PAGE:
Denying a motion made by Maynard defense attorney Clive Rivers, who requested that his client be granted probation instead of jail time, Giles also said that he was concerned about Maynard's credibility, and some of the statements he and other testifiers presented throughout the trial.
"If Dr. Maynard had written a note, had detailed that he detected something wrong in the undercover agents that required the pain medication ...," Giles said. "But he never made a record of his findings. So how is it that he now remembers that he felt some kind of tension, some pain in someone, when he doesn't have any findings to back that up? What triggered his memory? Does he really remember, or is he lying?"
Giles also questioned whether Maynard had allowed his sister Millicent to perjure herself on the stand during a hearing held early last month, when she testified that prosecuting attorney Kim Chisholm had previously been one of the doctor's patients and was personally connected to the Maynard family. (See "Appeal Efforts for Local Physician Dealt Minor Setback Tuesday.")
Giles said he "had to know" whether Maynard had in fact laid out such a claim, and if not, why he would allow his sister to testify otherwise. While Maynard defense attorney John Flannery later said that the doctor had "declined to comment" on the question, Rivers separately requested that Maynard be allowed to address the court and present his own statement.
Stepping up to a podium set up toward the middle of the courtroom, Maynard said that he "honestly didn't remember" whether Chisholm was a former patient of his. He also said that he was incarcerated in Puerto Rico when Flannery had filed the claim and had "nothing to do" with accusing Chisholm.
"That was not me," he said.
To the surprise of many sitting in the courtroom, Maynard's statements immediately forced Flannery to withdraw himself as lead defense counsel on the case. Sitting quietly in the courtroom throughout the rest of the hearing, Flannery only addressed the court to make two objections to Rivers' statements and to issue a final closing statement on Maynard's behalf.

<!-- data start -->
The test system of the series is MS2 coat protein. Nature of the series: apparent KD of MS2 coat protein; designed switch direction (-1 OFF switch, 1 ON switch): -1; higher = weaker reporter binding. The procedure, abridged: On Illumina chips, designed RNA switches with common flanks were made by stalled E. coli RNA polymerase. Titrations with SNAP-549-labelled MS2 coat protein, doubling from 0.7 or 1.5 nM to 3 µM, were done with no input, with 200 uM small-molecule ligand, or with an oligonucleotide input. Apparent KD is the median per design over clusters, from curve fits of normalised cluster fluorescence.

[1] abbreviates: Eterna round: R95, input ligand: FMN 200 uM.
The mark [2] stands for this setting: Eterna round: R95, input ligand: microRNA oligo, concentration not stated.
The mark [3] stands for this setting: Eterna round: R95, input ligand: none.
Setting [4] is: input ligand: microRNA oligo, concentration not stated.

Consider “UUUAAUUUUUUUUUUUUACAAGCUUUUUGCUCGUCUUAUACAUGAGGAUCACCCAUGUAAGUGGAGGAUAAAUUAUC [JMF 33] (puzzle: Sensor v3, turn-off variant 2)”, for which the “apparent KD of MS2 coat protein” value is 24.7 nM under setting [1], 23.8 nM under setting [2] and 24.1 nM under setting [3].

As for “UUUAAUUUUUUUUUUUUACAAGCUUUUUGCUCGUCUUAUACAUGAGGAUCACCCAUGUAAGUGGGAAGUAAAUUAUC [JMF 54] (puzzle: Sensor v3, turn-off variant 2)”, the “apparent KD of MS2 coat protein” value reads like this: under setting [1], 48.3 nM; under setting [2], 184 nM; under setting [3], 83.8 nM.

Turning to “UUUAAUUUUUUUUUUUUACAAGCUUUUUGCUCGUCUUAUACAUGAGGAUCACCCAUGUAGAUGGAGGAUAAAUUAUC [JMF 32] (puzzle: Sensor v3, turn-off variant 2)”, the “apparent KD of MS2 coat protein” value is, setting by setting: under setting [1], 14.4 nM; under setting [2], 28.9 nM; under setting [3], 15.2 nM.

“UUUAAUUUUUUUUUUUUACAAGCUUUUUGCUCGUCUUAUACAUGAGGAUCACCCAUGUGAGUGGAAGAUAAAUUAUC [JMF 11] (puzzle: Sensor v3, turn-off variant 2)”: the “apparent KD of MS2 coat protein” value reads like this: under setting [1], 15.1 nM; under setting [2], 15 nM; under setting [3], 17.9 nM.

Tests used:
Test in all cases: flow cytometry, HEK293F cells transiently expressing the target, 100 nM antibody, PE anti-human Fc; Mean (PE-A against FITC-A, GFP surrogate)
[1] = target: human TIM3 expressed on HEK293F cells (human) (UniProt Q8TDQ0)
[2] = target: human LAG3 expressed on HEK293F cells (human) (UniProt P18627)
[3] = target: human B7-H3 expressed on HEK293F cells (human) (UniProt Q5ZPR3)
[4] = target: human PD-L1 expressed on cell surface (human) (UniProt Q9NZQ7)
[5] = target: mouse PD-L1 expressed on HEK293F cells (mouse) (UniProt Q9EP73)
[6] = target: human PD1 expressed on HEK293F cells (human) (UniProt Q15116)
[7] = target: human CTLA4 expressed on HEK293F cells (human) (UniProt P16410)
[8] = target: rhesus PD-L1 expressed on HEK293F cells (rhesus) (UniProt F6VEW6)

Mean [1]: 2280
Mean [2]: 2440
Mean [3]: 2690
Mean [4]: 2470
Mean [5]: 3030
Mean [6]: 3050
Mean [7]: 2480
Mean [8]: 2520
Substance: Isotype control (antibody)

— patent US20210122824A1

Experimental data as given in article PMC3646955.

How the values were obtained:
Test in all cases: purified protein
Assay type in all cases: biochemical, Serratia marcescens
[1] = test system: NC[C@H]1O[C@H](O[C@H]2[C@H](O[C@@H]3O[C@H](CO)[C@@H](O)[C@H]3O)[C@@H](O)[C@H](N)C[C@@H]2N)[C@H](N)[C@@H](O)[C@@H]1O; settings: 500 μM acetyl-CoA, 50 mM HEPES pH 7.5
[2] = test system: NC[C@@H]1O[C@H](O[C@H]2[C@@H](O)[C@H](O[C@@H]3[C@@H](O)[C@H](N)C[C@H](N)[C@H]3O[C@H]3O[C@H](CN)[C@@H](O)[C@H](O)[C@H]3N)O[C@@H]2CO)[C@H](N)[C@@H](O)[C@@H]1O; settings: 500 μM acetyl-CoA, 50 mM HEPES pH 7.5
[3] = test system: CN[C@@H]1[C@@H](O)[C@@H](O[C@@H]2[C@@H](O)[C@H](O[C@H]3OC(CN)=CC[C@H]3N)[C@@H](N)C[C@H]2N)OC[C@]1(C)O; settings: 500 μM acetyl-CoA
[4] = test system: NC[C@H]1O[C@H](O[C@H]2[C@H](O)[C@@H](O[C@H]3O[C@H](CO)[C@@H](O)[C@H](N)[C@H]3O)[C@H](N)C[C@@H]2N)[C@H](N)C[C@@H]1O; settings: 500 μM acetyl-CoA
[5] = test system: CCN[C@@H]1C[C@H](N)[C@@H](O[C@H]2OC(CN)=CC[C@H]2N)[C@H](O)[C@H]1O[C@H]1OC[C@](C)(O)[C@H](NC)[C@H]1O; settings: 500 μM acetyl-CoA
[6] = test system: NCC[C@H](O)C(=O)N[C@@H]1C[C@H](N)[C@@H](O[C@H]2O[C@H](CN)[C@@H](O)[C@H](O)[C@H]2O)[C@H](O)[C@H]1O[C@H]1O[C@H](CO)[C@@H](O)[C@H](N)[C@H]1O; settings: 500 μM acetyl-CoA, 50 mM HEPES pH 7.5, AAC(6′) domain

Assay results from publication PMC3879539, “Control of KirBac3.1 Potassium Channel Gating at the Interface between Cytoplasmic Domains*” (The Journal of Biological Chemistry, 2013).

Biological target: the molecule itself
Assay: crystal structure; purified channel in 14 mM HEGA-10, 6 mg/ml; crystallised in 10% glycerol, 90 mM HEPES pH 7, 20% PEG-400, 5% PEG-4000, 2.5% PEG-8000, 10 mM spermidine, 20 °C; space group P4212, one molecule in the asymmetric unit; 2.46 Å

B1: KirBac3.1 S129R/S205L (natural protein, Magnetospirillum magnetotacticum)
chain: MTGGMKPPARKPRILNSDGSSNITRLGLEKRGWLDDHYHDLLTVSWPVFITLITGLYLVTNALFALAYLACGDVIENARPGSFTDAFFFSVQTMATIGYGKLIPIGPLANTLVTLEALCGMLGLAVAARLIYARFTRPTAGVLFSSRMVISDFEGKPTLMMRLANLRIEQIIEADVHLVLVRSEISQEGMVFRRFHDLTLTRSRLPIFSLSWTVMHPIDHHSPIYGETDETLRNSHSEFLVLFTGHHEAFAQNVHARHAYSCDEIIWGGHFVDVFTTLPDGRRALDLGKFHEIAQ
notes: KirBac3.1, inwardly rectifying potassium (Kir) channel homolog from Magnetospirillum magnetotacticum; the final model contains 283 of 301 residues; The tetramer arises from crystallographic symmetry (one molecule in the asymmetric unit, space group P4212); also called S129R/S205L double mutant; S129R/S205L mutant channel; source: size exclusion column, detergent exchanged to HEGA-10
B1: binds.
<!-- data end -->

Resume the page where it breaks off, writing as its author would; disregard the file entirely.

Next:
While Giles continued to question Maynard's "lack of candor" in the matter relating to Chisholm, he also noted that the sentence imposed during Friday's hearing falls well below federal sentencing guidelines, which call for 15 to 21 months of jail time in this case.
"Why am I not imposing more time?" Giles asked. "Because the court finds that for all the sticking his head in the sand, the doctor did not otherwise act as a street-type drug dealer. And I find that this sentence is sufficient to punish him for the quality of the offenses found by the jury."
Giles added that he had also taken into consideration Maynard's contributions to the local community, along with testimony given on Friday by Maynard's 11-year-old son.
Moving many in the courtroom to tears, Paul Maynard Jr. spoke of the time he often spent with his father, who "taught me my Bible scriptures every day when he drove me to school."
"I am here today to ask you to have mercy on my father," he added, crying softly. "I miss him very, very much."
While Giles later argued that the case should be considered an "eye opener" for many in the medical community, he also described the sentence as "merciful," and said that at the very least Maynard will have learned the merits of taking more careful notes when dealing with patients.
Back Talk Share your reaction to this news with other Source readers. Please include headline, your name and city and state/country or island where you reside.